Greek yogurt has almost double the protein--and half the sodium--of regular yogurt, making it an obvious choice. And that's before you factor in Greek yogurt's live and active cultures. By contributing to a healthy mix of bacteria in the gut, probiotics can regulate your gastrointestinal health and digestion (think: no bloat), says Gayl Canfield, RD, director of nutrition at Pritikin Longevity Center. Plus, many brands contain no preservatives, artificial flavors, or synthetic growth hormones.
Shop smart: Read labels carefully. Choose the brand with the shortest ingredient list--fewer ingredients generally signal fewer additives. Also, your blend of choice should contain at least 25 percent of your recommended daily allowance of calcium and vitamin D, says nutritionist Laura Cipullo, RD, owner of Laura Cipullo Whole Nutrition Services in New York City.
Grass-fed dairy cows produce milk that's up to five times higher in conjugated linoleic acid, which correlates with lower heart-attack risk in humans, according to Harvard researchers. Plus, organic milk contains more vitamin E, beta-carotene, omega-3 fatty acids, and lutein than milk from conventionally raised cows, according to the Organic Consumers Association. Organic dairy products do not contain milk from cows that have been given growth hormone or antibiotics, says Canfield.
Shop smart: We know--organic is expensive. If you can't swing the prices, you can still skip the hormones by shopping for dairy that says, "no artificial hormones or antibiotics used" on the label, Canfield says.
Related: Are Hormones Sabotaging Your Weight?
Cut out fat, not nutrients. During the fat removal process, concentrations of some nutrients, such as such as protein, potassium, and calcium are actually increased. And low-fat milk has 50 percent less cholesterol than whole milk. Low-fat milk (also known as 1 percent milk) is still low in saturated fat like skim is, but it has enough dietary fat to promote your body's absorption of fat-soluble nutrients such as vitamins A, D, E, and K, says Keri Glassman, RD, author of The New You and Improved Diet. What's more, 1 percent milk contains higher levels than fat-free milk of conjugated lineolic acid, which may help reduce body fat.
Shop smart: Go organic. And if you'll honestly drink it, go ahead and get the full gallon. Gulp per gulp, it'll be cheaper.
MORE: 7 Reasons to Go Organic
You read that right: Full fat. The one-two punch of protein and fat in regular, full-fat cheese is filling and can naturally slash your caloric intake during later meals, says Glassman. And don't worry; your cholesterol will be just fine. When Danish scientists had men eat 10 (yes, 10!) 1-ounce servings of full-fat cheese every day for three weeks, their LDL (bad) cholesterol didn't budge a bit.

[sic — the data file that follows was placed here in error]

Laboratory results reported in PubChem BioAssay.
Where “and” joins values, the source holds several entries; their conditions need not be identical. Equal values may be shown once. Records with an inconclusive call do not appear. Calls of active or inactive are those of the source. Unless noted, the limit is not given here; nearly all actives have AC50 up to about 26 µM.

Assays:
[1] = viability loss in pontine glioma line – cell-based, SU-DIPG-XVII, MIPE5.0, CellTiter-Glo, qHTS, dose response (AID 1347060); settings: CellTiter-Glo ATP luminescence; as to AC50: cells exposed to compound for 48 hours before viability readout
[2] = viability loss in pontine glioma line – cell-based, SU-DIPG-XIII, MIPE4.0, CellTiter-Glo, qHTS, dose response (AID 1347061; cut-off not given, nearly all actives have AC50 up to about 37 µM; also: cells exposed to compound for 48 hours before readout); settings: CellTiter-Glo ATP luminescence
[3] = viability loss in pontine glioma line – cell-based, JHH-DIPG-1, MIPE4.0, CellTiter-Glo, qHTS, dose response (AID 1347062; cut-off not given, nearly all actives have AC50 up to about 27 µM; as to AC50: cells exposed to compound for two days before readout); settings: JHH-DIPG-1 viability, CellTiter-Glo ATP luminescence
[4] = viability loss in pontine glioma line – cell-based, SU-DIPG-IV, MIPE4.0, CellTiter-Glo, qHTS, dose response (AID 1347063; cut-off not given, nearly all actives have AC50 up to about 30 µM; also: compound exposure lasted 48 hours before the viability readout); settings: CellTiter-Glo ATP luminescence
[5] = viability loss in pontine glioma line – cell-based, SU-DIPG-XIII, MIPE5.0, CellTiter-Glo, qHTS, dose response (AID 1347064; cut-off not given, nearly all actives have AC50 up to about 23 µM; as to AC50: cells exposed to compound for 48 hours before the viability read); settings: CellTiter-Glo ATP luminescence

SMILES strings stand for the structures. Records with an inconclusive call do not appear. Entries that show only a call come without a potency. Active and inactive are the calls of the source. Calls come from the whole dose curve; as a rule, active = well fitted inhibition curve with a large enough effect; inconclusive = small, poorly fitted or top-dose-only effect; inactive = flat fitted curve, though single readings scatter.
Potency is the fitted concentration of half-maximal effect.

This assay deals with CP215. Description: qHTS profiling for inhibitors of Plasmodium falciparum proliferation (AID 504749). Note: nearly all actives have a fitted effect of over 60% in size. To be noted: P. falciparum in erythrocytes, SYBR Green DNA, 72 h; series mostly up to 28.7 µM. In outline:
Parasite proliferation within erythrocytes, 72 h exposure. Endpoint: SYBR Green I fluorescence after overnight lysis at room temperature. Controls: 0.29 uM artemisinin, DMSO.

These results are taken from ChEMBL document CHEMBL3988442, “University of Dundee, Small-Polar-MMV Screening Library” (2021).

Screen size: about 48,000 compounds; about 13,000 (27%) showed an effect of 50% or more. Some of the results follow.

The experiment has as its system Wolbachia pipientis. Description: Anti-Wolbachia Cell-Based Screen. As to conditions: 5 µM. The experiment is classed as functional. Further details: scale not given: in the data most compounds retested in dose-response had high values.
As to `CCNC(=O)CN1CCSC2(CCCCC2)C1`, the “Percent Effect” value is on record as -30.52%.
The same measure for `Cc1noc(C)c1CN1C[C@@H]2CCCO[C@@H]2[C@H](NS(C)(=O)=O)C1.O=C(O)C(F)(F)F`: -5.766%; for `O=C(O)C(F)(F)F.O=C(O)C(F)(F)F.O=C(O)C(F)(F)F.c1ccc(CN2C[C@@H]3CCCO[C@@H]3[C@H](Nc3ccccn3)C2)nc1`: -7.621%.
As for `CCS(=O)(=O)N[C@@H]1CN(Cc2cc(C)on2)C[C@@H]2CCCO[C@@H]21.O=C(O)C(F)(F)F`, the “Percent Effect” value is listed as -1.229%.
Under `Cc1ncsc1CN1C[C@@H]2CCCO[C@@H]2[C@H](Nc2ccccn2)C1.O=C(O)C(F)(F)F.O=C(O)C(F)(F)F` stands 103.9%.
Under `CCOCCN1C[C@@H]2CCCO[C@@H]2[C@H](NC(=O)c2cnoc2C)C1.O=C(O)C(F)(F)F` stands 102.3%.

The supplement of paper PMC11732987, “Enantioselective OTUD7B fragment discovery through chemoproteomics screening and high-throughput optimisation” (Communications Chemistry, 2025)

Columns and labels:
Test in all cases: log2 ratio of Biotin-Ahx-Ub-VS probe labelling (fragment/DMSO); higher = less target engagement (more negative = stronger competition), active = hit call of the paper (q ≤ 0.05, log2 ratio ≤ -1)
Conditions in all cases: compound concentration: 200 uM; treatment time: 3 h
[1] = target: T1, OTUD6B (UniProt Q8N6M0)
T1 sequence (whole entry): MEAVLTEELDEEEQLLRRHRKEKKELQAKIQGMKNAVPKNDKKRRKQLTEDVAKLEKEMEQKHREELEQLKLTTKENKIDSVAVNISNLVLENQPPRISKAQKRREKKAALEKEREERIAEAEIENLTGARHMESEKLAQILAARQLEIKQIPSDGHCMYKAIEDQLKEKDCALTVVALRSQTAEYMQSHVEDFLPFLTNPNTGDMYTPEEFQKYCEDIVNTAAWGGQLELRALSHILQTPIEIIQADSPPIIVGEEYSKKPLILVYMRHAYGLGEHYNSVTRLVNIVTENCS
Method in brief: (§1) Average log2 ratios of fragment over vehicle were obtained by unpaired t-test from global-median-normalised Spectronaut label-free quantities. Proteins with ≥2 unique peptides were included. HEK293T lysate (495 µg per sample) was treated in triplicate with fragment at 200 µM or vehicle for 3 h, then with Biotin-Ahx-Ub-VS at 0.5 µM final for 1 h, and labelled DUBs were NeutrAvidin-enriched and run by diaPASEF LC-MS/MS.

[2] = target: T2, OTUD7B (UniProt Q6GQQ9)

Shop smart: Skip the shredded stuff and get it sliced fresh at your grocer's gourmet cheese counter, Glassman advises.
Plus: 10 Filling Foods
"This 'healthy choice' actually delivers as much sugar as a candy bar," says nutritionist Monica Reinagel, LN, CNS. "Yogurt is a good source of calcium, protein, and beneficial probiotics. And fruit is a good source of fiber and antioxidants. But 'fruited yogurt' cancels out the benefits by containing up to six teaspoons of added sugar per serving." Many yogurts (especially low-fat ones that look extra healthy) pack artificial sweeteners that can kick your taste buds into overdrive and actually raise your tolerance to any and all things sweet, adds Glassman.
Shop smart: If you need some fruity flavor in your yogurt, buy the fruit fresh and mix it into plain yogurt, she says.
A recent study in Archives of Osteoporosis found that eating cream products (like cream, sour cream, and ice cream) actually decreases bone density. Cream's low levels of calcium and vitamin D are largely to blame, according to researchers. Plus, these products are packed with calories and ridiculous amounts of saturated fat, says Canfield.
Shop smart: It sounds counterintuitive, but if you crave ice cream, go the full-fat route. In an attempt to make up flavor, many low-fat cream products actually contain several times the number of ingredients--and additives--as their full-fat versions, Glassman says. As for sour cream and cream cheese, try using plain Greek yogurt instead. We bet you won't notice the difference with these unexpected Greek yogurt recipes.
The name alone is probably enough to make you cringe. "I don't consider anything labeled as a 'pasteurized processed cheese food' to be cheese," Reinagel says. That includes Velveeta and American cheese singles. In fact, processed cheese foods have to contain only 51 percent cheese. The rest can be dry milk, whey solids, anhydrous milk fat, and loads of additives.
Shop smart: Avoid labels that say "pasteurized process cheese" and "pasteurized process cheese spread." For the love of dairy, just stick to the real cheese counter.
If Paula Dean's before and after photos aren't proof enough, let us reiterate: Butter is bad. The yellow stuff contains huge amounts of cholesterol and saturated fat, which aggressively increases levels of LDL (bad) cholesterol, Canfield says. Just one tablespoon of butter contains more than half of your recommended daily allowance of saturated fat, according to Harvard Medical School.
Shop smart: Spread one of these healthy butter knockoffs, which use ingredients including olive oil and yogurt.